• Medication: Medical supervision should be provided—either by the facility’s faculty or by external medical professionals to which they can refer you—for any medications related to the recovery process, including prescriptions for co-occurring mental health disorders. Random drug tests may also come into play, especially as many employers require them.
  • Living Accommodations: Environment plays a major role in addiction and recovery. Especially if a recovering individual’s home environment has been deemed unsafe or significantly triggering, discharge planning should involve either a strategy for improving that environment or recommendations for a new living arrangement, such as a sober living facility.
  • Life Skills and Coping Methods: Regardless of how long someone has been participating in inpatient or residential treatment, returning to “regular” life afterward can be a disorienting experience. Educational programs for life skills related to work, finances, or parenting can help break down larger life goals into smaller, more manageable steps, while mindfulness classes on yoga, exercise, or meditation offer powerful tools for coping with cravings and other challenges.
  • Relapse Plan: While relapse is not inevitable, more often than not, relapse is part of the recovery process. As such, it is important to have a relapse plan in place so that, should it occur, you and your loved ones will already know exactly what to do to address it safely and effectively. The idea here is to minimize the effects of a potential relapse so that it will only be a speed bump on the road to recovery, rather than a roadblock.
  • Recreation: Recreation is an important part of the human experience. We all need time and space in which to broaden our horizons, satisfy curiosities, and enjoy ourselves. As such, a successful discharge plan will always leave some room for fun, sober activities that speak to an individual’s interests and values. Going to the gym, volunteering, or joining a club with a positive focus (such as a gardening or book club) can foster healthy interpersonal connections and replace old, negative habits with new, healthier ones.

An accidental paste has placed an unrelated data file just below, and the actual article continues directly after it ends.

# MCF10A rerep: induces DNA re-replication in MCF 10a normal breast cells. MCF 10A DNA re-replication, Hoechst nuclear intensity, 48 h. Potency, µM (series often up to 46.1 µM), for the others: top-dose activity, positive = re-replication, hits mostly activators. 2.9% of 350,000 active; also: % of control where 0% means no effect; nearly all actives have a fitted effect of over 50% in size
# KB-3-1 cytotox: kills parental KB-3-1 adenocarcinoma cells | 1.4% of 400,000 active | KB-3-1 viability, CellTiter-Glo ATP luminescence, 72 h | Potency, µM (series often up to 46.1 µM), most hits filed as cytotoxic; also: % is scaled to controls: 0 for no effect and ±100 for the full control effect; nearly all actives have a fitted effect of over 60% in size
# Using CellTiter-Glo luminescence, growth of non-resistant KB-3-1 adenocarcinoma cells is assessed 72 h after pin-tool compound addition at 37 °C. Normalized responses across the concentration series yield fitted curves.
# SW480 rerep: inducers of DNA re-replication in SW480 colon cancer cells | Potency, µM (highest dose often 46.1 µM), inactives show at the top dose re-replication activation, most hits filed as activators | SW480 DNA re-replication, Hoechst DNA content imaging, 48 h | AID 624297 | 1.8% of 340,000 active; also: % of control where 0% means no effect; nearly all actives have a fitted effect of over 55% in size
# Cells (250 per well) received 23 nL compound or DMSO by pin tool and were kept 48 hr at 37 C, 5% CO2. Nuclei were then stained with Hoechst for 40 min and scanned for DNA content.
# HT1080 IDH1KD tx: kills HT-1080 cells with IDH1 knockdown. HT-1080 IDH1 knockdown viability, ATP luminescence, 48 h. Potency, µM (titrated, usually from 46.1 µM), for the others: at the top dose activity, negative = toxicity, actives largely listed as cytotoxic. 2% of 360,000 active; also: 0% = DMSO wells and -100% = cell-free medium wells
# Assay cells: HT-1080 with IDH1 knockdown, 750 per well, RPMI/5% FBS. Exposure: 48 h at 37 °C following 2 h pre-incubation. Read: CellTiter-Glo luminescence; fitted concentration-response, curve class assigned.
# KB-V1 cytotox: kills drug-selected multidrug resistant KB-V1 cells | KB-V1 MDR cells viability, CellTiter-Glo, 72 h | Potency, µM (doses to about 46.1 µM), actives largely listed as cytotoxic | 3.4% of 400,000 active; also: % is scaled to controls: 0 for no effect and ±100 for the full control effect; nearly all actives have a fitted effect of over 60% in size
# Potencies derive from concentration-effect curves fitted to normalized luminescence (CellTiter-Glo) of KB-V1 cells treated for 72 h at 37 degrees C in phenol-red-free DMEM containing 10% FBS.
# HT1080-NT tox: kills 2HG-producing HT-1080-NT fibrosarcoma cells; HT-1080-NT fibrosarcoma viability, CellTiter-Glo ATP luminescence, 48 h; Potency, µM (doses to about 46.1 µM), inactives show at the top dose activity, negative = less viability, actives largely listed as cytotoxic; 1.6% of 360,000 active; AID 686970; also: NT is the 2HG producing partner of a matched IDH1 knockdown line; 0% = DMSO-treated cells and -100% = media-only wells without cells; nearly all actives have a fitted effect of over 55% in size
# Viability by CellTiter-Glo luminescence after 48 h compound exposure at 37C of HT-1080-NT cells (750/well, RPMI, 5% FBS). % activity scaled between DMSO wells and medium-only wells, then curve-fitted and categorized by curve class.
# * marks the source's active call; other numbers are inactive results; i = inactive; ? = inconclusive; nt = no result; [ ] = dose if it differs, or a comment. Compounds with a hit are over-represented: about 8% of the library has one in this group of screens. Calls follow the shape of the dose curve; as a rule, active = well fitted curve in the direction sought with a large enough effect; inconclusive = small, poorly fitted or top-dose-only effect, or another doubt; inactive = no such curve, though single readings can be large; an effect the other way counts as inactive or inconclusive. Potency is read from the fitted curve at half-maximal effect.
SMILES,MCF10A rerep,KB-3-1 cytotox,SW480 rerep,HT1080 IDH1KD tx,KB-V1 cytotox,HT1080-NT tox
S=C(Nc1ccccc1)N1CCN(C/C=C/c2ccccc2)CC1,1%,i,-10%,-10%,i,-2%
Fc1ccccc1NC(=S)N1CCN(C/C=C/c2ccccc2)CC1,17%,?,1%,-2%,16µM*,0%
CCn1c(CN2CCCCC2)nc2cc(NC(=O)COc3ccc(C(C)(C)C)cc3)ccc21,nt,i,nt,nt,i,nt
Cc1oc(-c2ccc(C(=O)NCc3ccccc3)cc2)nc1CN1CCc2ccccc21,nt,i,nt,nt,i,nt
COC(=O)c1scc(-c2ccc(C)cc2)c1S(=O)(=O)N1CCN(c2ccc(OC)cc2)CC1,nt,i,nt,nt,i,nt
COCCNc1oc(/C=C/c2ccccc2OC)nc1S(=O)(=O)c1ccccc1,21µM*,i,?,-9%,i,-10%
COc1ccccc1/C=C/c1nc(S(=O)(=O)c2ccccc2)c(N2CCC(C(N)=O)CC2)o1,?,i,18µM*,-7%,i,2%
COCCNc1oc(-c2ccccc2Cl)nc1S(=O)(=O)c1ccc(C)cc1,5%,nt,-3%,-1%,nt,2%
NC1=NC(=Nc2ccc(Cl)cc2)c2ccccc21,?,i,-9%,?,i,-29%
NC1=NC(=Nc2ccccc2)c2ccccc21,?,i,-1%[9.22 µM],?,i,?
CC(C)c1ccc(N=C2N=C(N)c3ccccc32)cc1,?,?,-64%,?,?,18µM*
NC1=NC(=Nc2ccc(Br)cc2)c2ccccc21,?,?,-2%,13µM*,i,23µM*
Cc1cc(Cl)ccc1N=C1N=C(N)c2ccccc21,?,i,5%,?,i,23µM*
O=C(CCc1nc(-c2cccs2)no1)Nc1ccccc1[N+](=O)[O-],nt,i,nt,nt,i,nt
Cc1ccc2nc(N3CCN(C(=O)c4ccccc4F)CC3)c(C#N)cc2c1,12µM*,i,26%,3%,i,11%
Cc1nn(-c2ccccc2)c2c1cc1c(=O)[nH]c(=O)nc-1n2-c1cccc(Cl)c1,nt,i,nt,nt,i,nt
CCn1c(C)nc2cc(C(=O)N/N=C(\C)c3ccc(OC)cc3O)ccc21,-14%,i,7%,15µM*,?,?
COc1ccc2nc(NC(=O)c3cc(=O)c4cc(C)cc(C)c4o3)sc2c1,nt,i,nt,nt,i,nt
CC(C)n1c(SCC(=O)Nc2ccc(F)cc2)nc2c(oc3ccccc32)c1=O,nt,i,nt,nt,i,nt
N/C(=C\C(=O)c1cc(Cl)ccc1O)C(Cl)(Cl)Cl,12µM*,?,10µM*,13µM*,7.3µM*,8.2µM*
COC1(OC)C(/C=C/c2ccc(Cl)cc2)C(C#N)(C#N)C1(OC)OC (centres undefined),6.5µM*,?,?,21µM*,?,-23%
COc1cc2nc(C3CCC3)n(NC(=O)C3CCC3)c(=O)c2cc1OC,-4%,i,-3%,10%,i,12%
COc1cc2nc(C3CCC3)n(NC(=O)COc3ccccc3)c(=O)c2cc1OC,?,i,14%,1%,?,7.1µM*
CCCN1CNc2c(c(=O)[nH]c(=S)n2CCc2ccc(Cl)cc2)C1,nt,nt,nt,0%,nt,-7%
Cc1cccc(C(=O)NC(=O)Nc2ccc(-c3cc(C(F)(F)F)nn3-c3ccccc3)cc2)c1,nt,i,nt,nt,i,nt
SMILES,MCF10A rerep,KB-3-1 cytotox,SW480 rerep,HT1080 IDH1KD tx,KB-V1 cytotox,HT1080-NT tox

Whatever any individual plan may look like, the overall key to success is structure. Working with clinicians to create a reasonable schedule that is suited to a patient’s unique recovery needs, personal goals, and ideal lifestyle maximizes the probability of long-term success.

Building a Foundation for Lasting Recovery

Discharge, despite taking place at the end of a treatment program, should be a core consideration from the very beginning of addiction treatment. Effective drug rehab discharge planning can be the difference between long-term recovery vs. short-lived success followed by a return to old addictions.

Whereas most discharge plans focus on reintegration after an extended period of “retreat” from the outside world, at New Choices Treatment Centers, we strive to help our clients build and maintain connections not only within our facility, but with the community at large as well. This promotes healing during treatment, but just as importantly, it also smoothes the transition from inpatient to outpatient and aftercare support. Returning to everyday life, after all, is much less jarring if you never fully leave it behind in the first place.

In addition, we will work with you and your loved ones to create a discharge plan that fully addresses all aspects of your long-term recovery goals. We’re happy to help in any way we can, including providing recovery resources, recommendations, referrals, and arranging anything from doctor appointments and counseling sessions to meetings with parole officers, union representatives, and former employers to pave a clear path forward.

Discharge isn’t an ending but, rather, the beginning of a new chapter in your recovery story. What you write in it will, ultimately, be up to you—but we’ll be here to help whenever you need us.

New Choices Treatment Centers offers a continuum of care that includes discharge planning and long-term aftercare support, including an alumni program. Contact us online, or call us at (726) 888-7003 today to learn more!